April 28, 2014 7:58 pm

Surviving an unexpected cold water immersion: what happens and what do you do?

WATCH: How to stay alive in cold weather

A woman’s story of surviving several hours in cold water after her boat capsized off of Texada Island is being called rare and amazing.

“We have heard of these stories before but they are very rare,” Dale Miller, executive director of the Lifesaving Society of B.C. told Global News.

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“She was wearing a life jacket or Personal Floatation Device (PFD), so that would have helped her immensely with floating but also with insulation.”

The woman, who has not been identified, escaped her troubled vessel and spent a considerable amount of time swimming to the shore of Texada Island. When she reached land, extremely hypothermic, she spent hours looking for help and finally found a cottage to call rescuers.

Her spouse, who was also in the boat at the time of the accident, did not survive the cold water temperatures and was later found on the beach of Texada Island.

Miller said one of the factors of survival in cold water is the clothing you’re wearing when you hit the water. If you’re wearing a heavy coat, the garment will actually hold in the water, which will insulate you and minimize your heat loss.

“The body will heat up the water that’s close to the skin and keep the water in the clothing and keep you warmer longer,” Miller explained.

WATCH: Cold water survival skills

What should you expect if you fall into cold water?

The first thing that happens in an unexpected immersion into cold water is an instant ‘gasp reflex’ and if you’re under water when that occurs, there’s a larger occurrence of drowning, according to Miller.

Also in play in cold water is the constriction of blood vessels, which in turn, puts a considerable amount of stress on the heart, and could cause a person to go into cardiac arrest.

RESOURCE: The Canadian Safe Boating Council’s video site

Knowing the physiological reactions to accidental immersion into cold water, what can a person do?

Miller said they use the ‘1-10-1 principle’. In the first minute of sudden immersion, people will be shocked and start gasping. It’s at that time you want to calm yourself, get control of your breathing and try to check your surroundings.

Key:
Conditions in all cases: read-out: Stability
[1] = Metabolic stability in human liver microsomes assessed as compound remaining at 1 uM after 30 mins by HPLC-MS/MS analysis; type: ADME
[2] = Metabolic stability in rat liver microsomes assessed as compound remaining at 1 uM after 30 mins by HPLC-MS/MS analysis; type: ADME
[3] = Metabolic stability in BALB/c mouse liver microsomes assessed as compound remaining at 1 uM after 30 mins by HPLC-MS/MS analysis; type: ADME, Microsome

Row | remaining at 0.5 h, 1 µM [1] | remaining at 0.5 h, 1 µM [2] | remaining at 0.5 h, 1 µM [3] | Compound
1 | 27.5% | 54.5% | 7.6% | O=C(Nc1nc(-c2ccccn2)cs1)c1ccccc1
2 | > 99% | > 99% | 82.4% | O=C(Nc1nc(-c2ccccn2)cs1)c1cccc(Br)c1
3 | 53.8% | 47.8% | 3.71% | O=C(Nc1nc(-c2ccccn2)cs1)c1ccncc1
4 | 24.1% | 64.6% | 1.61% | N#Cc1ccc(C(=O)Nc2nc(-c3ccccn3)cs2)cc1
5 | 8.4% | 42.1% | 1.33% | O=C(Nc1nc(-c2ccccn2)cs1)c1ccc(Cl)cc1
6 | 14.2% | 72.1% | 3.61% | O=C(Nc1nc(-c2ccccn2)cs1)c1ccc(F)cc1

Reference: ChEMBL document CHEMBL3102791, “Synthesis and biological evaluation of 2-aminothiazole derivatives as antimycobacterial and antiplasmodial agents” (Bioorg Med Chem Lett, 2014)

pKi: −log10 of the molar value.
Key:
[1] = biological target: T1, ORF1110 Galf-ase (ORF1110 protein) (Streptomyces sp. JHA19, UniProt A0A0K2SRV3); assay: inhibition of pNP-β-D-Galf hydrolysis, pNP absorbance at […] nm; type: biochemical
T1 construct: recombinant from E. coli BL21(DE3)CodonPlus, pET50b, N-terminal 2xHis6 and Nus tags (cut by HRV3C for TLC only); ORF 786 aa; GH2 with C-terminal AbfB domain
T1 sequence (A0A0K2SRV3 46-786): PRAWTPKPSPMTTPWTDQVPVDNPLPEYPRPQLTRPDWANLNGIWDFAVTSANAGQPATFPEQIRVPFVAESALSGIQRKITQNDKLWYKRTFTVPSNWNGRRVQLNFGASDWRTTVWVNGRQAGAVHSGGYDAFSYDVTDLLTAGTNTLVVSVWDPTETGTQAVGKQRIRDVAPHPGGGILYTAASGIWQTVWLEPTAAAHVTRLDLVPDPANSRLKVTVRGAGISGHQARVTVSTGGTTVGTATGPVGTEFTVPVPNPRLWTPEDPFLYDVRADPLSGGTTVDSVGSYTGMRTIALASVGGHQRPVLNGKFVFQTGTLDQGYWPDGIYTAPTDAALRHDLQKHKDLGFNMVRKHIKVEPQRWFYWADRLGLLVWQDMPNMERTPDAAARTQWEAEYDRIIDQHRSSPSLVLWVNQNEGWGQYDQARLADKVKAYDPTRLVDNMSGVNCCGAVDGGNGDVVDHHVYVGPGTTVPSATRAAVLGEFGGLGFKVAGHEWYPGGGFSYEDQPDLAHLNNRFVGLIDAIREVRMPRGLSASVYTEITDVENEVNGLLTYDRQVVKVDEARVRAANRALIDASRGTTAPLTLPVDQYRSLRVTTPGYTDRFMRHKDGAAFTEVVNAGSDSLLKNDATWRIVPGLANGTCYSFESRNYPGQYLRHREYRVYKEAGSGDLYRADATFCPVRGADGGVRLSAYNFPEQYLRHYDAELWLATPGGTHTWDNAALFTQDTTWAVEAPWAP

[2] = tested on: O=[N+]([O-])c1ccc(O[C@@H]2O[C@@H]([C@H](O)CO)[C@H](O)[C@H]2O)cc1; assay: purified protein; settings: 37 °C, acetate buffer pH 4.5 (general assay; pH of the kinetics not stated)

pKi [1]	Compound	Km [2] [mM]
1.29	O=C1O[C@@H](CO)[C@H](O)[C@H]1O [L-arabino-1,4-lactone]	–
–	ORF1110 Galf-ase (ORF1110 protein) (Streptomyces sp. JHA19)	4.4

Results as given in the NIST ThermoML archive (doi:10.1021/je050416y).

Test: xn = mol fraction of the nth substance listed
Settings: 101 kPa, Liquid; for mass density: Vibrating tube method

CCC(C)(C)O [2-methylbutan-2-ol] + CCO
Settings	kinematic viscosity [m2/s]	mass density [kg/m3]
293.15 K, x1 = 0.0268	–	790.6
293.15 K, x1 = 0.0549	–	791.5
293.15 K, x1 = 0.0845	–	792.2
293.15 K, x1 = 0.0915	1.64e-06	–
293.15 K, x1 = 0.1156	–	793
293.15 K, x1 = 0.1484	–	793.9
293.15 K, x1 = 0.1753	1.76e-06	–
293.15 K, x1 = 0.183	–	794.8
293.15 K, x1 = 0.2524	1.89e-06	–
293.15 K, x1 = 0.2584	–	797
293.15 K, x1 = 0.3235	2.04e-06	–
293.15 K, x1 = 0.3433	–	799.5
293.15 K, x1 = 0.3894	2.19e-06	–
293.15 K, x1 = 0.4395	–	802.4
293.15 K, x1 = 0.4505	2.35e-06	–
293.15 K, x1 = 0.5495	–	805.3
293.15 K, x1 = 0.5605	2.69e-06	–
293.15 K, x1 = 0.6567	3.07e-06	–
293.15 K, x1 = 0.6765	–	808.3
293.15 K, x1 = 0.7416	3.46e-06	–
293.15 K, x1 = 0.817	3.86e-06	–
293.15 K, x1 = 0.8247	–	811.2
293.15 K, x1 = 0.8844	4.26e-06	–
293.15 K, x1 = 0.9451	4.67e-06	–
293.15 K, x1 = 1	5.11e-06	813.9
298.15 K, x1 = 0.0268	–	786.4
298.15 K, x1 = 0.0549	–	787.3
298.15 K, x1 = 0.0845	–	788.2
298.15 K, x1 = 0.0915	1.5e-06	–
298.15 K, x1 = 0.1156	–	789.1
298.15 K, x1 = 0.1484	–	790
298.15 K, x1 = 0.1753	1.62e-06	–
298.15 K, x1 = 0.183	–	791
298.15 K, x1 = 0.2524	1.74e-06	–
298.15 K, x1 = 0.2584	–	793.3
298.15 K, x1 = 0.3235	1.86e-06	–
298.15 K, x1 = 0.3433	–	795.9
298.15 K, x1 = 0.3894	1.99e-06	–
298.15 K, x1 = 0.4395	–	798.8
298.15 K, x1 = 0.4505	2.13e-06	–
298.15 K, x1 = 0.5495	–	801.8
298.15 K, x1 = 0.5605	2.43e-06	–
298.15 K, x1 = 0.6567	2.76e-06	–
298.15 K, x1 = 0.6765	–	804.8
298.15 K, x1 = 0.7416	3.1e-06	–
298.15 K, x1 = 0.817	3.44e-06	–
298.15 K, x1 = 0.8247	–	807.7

In the 10 minutes that follow, you need to decide if you’re going to swim or stay with the boat because that’s the amount of time you have before your muscles being to tense up, become incapacitated and your survival is less likely.

Then the one hour after that decision, and depending on if you have a PFD on or heavy clothing, is when you can potentially lapse into unconsciousness or go into cardiac arrest due to hypothermia.

“As you hit the cold water, the blood vessels constrict and sends the blood to your inner core to maintain heart and lung function,” Miller said. “After awhile, your heart is working harder and eventually it’s going to fail – that’s when you have a cardiac arrest or lose consciousness.”

As your body temperature drops, a hypothermic person will display symptoms which include shivering, slurred speech, erratic behaviour and irrational thought. All of the symptoms gradually get worse as the person gets colder.

When it comes to the woman who survived the cold water and hypothermia, Miller said her wearing a PFD, heavy clothes and being a woman (who on average have a higher chance of surviving  compared to men in the same situation due to weight and body mass) all contributed to her coming out alive.

“Without that life jacket this would not be a survival story, instead this would be about a second victim.”

WATCH: How to treat hypothermia

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